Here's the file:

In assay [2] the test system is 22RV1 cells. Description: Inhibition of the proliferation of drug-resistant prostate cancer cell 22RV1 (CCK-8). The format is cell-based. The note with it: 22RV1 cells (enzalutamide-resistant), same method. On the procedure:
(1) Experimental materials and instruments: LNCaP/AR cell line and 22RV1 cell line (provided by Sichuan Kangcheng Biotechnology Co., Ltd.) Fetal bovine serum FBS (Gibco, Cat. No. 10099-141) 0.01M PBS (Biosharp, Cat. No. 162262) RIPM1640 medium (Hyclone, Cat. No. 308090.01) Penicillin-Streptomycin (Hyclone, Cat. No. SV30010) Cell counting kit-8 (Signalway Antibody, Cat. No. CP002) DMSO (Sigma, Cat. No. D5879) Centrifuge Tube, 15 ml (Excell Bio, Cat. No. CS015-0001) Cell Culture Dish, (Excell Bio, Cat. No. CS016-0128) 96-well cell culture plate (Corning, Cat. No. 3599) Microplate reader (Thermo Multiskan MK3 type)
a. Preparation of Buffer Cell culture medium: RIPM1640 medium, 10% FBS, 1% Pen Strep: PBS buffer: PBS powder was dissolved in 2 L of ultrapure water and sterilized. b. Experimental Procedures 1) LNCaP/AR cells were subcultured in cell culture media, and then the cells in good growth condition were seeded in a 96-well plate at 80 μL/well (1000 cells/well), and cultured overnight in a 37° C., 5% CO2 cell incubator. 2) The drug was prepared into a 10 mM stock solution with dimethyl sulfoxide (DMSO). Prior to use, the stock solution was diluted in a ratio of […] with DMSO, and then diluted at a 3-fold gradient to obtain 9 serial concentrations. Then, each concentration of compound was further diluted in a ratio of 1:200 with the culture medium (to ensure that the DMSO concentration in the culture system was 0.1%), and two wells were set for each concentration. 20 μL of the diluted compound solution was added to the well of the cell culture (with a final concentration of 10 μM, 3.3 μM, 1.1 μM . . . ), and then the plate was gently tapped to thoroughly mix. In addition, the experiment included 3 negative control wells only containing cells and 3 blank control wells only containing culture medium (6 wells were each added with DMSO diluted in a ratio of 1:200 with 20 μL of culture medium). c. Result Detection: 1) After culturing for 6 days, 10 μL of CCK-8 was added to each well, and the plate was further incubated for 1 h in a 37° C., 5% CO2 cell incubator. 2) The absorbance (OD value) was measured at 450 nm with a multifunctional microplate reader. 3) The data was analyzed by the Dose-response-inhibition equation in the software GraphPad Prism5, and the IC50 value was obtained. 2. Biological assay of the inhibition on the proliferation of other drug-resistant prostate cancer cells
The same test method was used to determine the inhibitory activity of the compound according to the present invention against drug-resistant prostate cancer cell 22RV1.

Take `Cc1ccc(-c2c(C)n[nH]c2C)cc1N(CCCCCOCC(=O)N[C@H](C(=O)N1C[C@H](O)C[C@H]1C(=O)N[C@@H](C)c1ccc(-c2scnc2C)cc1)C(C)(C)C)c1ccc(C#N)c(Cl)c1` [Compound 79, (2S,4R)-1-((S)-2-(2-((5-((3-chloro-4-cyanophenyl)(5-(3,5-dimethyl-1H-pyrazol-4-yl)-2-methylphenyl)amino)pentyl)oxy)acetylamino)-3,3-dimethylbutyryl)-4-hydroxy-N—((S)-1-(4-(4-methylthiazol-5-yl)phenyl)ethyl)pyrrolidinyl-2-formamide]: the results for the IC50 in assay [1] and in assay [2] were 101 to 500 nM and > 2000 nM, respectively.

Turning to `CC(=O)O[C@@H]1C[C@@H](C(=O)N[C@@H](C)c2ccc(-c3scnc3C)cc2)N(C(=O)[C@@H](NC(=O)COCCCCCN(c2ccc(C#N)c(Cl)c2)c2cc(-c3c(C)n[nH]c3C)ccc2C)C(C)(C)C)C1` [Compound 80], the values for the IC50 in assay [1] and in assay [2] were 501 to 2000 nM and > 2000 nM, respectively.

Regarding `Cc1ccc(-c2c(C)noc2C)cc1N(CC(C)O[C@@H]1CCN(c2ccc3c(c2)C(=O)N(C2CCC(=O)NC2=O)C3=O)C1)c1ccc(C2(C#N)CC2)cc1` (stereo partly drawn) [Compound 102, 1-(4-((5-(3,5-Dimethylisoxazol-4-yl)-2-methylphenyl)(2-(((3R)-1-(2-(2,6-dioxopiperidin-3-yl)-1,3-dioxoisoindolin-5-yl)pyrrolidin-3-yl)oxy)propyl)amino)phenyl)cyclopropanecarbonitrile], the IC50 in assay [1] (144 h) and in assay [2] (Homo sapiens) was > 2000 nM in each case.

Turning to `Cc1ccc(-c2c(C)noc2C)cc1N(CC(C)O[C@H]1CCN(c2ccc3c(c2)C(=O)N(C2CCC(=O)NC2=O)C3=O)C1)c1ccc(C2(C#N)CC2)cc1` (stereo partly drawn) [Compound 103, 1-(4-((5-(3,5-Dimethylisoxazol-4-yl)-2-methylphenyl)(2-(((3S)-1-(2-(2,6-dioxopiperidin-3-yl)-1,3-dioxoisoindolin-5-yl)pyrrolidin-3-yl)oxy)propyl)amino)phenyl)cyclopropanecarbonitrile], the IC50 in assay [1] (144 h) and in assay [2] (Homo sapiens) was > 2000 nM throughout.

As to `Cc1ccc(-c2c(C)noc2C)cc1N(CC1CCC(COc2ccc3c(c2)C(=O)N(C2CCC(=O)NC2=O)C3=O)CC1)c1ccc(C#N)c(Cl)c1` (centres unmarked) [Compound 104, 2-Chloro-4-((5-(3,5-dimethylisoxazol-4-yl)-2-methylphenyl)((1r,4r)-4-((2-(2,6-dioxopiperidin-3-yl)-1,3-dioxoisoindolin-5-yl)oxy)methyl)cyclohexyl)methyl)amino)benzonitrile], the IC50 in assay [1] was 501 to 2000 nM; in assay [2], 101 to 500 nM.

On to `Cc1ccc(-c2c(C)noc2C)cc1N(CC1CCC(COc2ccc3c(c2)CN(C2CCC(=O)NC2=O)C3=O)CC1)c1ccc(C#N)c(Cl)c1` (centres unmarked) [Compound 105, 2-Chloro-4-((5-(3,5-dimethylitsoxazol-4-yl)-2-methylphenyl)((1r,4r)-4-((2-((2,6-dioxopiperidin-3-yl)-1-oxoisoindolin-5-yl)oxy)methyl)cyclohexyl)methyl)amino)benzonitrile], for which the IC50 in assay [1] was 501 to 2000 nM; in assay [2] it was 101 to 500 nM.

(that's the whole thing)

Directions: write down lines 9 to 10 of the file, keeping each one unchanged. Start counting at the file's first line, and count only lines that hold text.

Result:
As to `Cc1ccc(-c2c(C)noc2C)cc1N(CC1CCC(COc2ccc3c(c2)C(=O)N(C2CCC(=O)NC2=O)C3=O)CC1)c1ccc(C#N)c(Cl)c1` (centres unmarked) [Compound 104, 2-Chloro-4-((5-(3,5-dimethylisoxazol-4-yl)-2-methylphenyl)((1r,4r)-4-((2-(2,6-dioxopiperidin-3-yl)-1,3-dioxoisoindolin-5-yl)oxy)methyl)cyclohexyl)methyl)amino)benzonitrile], the IC50 in assay [1] was 501 to 2000 nM; in assay [2], 101 to 500 nM.

On to `Cc1ccc(-c2c(C)noc2C)cc1N(CC1CCC(COc2ccc3c(c2)CN(C2CCC(=O)NC2=O)C3=O)CC1)c1ccc(C#N)c(Cl)c1` (centres unmarked) [Compound 105, 2-Chloro-4-((5-(3,5-dimethylitsoxazol-4-yl)-2-methylphenyl)((1r,4r)-4-((2-((2,6-dioxopiperidin-3-yl)-1-oxoisoindolin-5-yl)oxy)methyl)cyclohexyl)methyl)amino)benzonitrile], for which the IC50 in assay [1] was 501 to 2000 nM; in assay [2] it was 101 to 500 nM.